After a successful first half to our trip, it was time to embark on the second leg of our journey. The highlight of the day was the crossing over the Tokyo Bay. The crossing starts with a drive over a 4.4 km long bridge before the road just vanishes into the ground and you find yourself in a 9.6 km long tunnel underneath the bay (the fourth-longest underwater tunnel in the world). We eventually reached Chichibu City in the late afternoon and met up with our guide who explained the plan for the week and showed us to our forest lodge. This week we were going to be self-catering. This gave us the opportunity to experience a Japanese supermarket which proved quite amusing! We recognised very little of the food and none of the language, but pork and rice seem to be ubiquitous and so they sustained us for the duration!
Our forest lodge really was out in the sticks but we could not have been in a more beautiful location, set amongst steep-sided mountains that were covered in pristine forest. Even better, the forest was just starting to display its autumn colour. All seemed perfect until we received the news that another typhoon was due to hit us late the following afternoon!
Today we headed to The University of Tokyo Chichibu Forest which is nearly 6,000ha in size (approximately five times the size of Bedgebury) and is part of the wider Chichibu-Tama-Kai National park. The tree-covered mountain rises to 2,000m and drops sharply into deep valleys giving a dramatic landscape view. Unfortunately, the weather was not really favourable! The mountains were shrouded in patchy mist and cloud and, with the imminent arrival of typhoon Vongfong, we knew our day of collecting would be cut short.
Our guides drove us up a zig-zag path that climbed through the forest. It was a virtual sweet shop of species! I saw numerous choice plants that I would love to have in the Pinetum. We set up base and started to explore on foot. It was clear from the start that the steepness of the mountain sides made the walking treacherous so we paired up to explore. It was good to see both Tsuga sieboldii and Abies firma but this was really broadleaf country. Huge old Fagus japonica and Quercus crispula clung to the mountain side and in the gaps between them we saw Clethra barbinervis, with its fiery red autumn colour and mottled bark. I think my absolute favourite was the endemic maple Acer distylum; unusual for the genus in that it has big lime-like leaves (pictured above) that, at that precise moment, were glowing golden yellow (I had to have a quick hug!). We could tell that our guides were quite keen to get us back to the lodge before the weather started to turn. Later in the day, whilst we were sitting in the comfort of our lodge, the rains arrived!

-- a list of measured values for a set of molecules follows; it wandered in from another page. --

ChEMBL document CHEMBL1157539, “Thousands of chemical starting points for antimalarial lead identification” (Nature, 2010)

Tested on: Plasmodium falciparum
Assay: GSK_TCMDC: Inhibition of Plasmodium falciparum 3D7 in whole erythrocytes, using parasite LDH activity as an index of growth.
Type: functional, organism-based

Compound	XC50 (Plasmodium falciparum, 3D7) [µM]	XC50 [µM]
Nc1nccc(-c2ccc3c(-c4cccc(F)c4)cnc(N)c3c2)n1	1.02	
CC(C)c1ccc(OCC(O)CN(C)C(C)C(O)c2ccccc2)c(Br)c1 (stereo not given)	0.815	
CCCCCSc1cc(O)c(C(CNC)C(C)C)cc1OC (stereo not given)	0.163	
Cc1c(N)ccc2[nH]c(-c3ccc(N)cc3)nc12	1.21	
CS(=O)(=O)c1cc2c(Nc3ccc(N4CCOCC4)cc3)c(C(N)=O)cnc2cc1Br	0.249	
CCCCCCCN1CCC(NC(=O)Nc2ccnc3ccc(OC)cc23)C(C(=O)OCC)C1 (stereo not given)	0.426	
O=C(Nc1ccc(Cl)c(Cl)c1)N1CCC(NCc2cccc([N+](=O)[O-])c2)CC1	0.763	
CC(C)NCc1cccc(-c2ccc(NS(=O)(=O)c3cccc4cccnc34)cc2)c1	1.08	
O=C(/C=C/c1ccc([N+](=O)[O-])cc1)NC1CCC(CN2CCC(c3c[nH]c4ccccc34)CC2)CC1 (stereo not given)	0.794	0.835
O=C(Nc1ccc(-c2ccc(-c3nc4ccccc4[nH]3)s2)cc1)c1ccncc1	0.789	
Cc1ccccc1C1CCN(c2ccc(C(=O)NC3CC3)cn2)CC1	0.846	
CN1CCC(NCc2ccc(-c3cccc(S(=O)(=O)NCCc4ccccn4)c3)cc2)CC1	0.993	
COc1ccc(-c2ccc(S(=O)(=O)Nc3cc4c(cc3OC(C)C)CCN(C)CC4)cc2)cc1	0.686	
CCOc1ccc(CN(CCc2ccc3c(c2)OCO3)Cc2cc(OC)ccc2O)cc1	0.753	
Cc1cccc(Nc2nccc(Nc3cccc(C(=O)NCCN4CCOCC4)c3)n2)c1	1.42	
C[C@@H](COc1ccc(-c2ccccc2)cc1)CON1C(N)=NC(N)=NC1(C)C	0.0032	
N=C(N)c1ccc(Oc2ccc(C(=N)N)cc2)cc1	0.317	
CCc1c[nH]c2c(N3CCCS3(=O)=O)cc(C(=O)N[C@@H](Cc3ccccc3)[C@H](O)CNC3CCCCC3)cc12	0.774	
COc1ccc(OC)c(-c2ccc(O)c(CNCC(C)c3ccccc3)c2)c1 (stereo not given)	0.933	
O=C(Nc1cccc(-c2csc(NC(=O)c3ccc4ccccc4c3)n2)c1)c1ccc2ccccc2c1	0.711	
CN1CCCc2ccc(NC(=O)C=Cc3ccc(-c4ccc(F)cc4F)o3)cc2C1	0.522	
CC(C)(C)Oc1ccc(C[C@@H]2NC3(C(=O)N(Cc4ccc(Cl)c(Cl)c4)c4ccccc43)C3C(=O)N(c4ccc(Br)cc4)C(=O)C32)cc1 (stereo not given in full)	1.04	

Because of the rain, we were not surprised when our guides would not allow us to into the forest because of the risk of landslides. We were therefore confined to camp for the whole day, cleaning seeds and sorting out herbarium specimens, an essential if less exciting task!
Today, the weather finally abated and we were able to go back into the forest. We had persuaded our hosts to enable us to collect one of the area’s botanical stars, the critically endangered birch Betula chichibuensis (named after the area we were in). To get to it, we had to hike for three hours up and down steep mountain tracks about a foot wide, as well as crossing rivers and scrambling up rocks in the pouring rain. However, it was well worth the effort when we finally reached our destination. Perched on the side of a narrow ledge was a small group of this incredibly rare birch, complete with seed capsules that we were able to collect. There were some huge old Hinoki Cypress (Chamaecyparis obtusa) that we were able to collect too. As the mist cleared, we were offered stunning views out between the trees to the surrounding mountains. Perfect! On the walk back we tried to get some cones of a huge, old Tiger-tail Spruce (Picea torano) using a throw line. After much swearing because of the fading daylight and the difficulty of the task in hand, we had to call a halt to one of the best days in the field I have ever had!
Today was my last day in Japan. After a quick morning visit to a patch of forest on the outskirts of Chichibu, I headed off to the airport negotiating the rather complex Japanese rail network along the way!
During our visit to Japan, we had seen some stunning scenery, met some lovely people and made over 100 collections of seed. As the flight took off, I got a chance to see Mt Fuji from the air - a wonderful end to an extraordinary trip!